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Looking at the Independent Set problem and its complement, I want to show that IS is poly-time reducible to its complement, however I am struggling on coming up with the reduction function.

I will define its complement for further clarity, does every subset such that its size is at least $k$ in $V$ contain at least one edge between its vertices? My intuition is below.
$$f(G, k) = (G, i-k),$$ where $i = |V|$?

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    $\begingroup$ It should help if you clarify what exactly you mean with the complement of IS. What problem do you mean precisely? Are you building a reduction to vertex cover, or to deciding the non-existence of an independent set, or something else? $\endgroup$
    – Juho
    Mar 28, 2015 at 8:46
  • $\begingroup$ IS = Independent Set Decision Problem. I am referring to Independent Set's complement. (The complement of this problem). Given a decision problem X, its complement X Complement is the collection of all instances s such that s is not in X. No I want to show that independent set is poly-time reducible to it's complement. $\endgroup$ Mar 28, 2015 at 18:23
  • $\begingroup$ @Juho The complement of a decision problem is completely standard. $\endgroup$ Mar 28, 2015 at 20:10
  • $\begingroup$ Are you still confused about the relationship between vertex cover and independent set? $\endgroup$
    – Pål GD
    Apr 20, 2015 at 8:31

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Independent set and its complement are NP-complete and co-NP-complete, respectively. If you found a polynomial-time reduction between those two problems, you'd have proven that NP$\,=\,$co-NP, resolving one of the biggest open problems in theoretical CS.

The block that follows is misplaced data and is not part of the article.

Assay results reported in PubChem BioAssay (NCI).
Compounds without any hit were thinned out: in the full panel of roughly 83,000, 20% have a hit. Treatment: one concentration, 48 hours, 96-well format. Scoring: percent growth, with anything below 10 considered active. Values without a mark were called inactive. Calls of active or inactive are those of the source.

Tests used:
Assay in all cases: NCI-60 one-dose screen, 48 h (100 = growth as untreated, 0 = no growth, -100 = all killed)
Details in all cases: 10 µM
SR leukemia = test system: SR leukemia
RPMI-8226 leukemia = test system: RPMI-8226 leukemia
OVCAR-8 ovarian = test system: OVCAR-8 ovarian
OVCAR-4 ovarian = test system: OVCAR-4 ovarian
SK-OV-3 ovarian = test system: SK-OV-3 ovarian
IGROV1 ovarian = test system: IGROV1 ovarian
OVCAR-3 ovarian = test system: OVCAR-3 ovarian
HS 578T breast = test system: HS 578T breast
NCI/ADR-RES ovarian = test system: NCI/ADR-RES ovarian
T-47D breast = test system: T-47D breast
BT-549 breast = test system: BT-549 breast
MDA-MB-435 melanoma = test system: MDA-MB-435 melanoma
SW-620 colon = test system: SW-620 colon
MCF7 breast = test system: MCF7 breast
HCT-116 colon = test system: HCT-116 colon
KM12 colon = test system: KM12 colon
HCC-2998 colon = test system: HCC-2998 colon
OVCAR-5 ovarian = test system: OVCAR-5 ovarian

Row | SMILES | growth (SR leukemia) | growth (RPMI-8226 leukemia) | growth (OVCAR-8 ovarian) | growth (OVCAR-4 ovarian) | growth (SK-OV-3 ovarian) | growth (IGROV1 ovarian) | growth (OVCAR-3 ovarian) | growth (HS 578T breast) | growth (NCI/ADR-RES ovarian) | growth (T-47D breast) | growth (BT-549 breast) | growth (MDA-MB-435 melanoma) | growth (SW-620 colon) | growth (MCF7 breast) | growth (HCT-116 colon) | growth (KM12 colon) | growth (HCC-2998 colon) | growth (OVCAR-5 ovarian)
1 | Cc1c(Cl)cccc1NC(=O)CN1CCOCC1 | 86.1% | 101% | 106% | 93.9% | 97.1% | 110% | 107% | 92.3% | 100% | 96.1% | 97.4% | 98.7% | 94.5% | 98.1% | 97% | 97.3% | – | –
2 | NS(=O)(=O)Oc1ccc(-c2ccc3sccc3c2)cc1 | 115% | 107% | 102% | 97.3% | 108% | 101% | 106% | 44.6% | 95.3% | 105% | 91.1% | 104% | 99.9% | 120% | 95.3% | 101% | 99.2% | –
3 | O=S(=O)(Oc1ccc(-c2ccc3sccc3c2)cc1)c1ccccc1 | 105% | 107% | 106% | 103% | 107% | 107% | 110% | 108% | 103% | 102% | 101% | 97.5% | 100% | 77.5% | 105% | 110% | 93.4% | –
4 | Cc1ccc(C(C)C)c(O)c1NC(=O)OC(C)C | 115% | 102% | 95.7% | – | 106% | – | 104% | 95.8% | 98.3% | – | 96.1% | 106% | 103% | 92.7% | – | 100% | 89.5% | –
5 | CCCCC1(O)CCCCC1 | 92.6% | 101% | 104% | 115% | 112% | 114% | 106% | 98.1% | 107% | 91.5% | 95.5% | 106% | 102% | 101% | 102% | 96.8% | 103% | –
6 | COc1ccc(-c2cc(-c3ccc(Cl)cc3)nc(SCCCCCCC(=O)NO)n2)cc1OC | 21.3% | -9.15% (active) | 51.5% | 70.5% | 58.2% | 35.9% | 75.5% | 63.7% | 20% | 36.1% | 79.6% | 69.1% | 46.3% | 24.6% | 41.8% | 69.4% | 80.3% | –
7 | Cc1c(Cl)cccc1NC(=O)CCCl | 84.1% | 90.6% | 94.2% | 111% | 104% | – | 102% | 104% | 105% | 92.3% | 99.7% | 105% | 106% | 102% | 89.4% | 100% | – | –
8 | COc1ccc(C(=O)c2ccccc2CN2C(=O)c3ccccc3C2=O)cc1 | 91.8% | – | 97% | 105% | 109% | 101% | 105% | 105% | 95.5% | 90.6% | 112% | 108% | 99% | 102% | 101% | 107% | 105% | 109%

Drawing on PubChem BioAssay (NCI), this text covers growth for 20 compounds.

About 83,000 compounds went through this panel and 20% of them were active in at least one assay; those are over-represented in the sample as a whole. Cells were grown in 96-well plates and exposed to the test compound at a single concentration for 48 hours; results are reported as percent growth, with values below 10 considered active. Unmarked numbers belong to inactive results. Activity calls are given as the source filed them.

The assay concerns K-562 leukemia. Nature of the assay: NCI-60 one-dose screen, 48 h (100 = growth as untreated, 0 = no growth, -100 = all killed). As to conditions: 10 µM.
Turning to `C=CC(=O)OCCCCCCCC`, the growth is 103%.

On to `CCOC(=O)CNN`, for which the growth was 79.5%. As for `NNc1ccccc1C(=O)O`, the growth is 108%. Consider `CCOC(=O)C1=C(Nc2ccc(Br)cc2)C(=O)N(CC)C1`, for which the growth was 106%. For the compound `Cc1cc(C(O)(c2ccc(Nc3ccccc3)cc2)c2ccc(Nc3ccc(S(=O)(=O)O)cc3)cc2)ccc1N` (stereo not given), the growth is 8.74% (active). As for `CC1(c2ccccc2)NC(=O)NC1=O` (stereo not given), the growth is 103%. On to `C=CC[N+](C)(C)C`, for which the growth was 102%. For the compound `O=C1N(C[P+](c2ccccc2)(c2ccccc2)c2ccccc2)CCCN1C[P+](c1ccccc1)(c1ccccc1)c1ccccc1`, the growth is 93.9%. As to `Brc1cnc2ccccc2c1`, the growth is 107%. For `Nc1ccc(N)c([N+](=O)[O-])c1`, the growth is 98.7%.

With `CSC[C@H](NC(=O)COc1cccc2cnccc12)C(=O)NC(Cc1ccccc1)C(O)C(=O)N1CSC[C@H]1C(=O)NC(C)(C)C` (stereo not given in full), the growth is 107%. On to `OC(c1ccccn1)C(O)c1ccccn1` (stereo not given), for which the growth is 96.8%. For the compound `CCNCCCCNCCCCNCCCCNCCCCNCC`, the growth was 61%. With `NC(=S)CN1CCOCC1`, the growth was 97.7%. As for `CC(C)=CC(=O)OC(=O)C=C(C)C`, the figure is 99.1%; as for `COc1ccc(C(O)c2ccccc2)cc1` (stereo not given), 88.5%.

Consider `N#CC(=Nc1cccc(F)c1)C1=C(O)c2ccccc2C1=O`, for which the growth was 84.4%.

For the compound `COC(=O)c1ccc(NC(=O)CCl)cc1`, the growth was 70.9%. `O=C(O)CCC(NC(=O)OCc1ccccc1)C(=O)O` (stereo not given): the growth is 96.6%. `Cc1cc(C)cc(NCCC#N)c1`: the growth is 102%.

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  • $\begingroup$ Ah okay! What if on top of this, Independent set and its complement are NP-complete and co-NP-complete, respectively. If you found a polynomial-time reduction between those two problems, and Independent Set is NP-complete which it is, what would possibly be the strongest claim to be made? would it be the same? $\endgroup$ Mar 28, 2015 at 21:26
  • $\begingroup$ What do you mean "What if on top of this, [IS] and its complement are NP-complete and co-NP-complete, respectively"? That's not a what-if: it's a statement of fact. And it's not "on top of" what I said: it's exactly what I said. $\endgroup$ Mar 28, 2015 at 21:31
  • $\begingroup$ My apologies didn't read it carefully. Thanks. $\endgroup$ Mar 28, 2015 at 21:38

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